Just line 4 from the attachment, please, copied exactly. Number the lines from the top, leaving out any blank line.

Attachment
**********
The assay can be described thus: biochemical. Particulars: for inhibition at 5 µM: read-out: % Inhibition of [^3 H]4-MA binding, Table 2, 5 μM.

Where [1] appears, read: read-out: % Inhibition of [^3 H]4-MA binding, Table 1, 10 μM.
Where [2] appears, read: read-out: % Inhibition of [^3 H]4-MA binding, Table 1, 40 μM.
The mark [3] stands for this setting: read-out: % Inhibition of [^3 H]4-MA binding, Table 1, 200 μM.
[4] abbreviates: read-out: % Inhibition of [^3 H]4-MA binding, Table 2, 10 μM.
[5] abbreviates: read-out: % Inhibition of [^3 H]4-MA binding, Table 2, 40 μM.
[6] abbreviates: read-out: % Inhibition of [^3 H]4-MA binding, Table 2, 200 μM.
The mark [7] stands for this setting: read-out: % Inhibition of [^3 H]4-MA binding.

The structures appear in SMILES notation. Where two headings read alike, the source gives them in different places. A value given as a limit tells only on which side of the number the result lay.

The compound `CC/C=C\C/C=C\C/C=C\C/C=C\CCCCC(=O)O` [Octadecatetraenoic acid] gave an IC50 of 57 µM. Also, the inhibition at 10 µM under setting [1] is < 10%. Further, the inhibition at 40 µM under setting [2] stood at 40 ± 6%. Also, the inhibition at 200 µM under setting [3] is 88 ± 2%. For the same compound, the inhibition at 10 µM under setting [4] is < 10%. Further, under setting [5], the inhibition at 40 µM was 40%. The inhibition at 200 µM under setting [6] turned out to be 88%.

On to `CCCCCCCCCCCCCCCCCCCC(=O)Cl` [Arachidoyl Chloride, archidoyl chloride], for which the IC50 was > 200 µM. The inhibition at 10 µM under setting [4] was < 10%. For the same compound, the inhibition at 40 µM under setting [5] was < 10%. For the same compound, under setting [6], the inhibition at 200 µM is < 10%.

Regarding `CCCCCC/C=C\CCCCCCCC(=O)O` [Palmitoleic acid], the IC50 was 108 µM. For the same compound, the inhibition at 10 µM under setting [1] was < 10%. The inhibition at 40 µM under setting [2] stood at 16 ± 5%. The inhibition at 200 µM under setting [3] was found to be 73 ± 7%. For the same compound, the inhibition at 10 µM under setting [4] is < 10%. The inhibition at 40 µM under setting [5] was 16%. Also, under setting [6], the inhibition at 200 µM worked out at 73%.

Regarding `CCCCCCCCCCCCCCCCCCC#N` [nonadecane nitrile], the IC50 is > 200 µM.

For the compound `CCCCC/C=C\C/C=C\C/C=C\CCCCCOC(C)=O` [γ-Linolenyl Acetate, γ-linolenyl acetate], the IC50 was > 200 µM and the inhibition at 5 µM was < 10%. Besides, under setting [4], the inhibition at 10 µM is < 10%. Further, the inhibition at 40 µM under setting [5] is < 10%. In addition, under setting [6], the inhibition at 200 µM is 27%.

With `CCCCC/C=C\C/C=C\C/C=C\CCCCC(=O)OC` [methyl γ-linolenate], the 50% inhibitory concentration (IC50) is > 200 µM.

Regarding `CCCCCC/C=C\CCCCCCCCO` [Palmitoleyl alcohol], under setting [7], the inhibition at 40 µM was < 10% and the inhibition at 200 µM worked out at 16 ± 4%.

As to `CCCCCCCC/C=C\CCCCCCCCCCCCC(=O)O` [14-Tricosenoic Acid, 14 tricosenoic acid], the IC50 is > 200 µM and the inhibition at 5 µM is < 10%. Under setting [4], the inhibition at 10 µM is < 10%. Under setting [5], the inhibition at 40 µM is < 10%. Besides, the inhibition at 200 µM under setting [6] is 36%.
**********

The mark [3] stands for this setting: read-out: % Inhibition of [^3 H]4-MA binding, Table 1, 200 μM.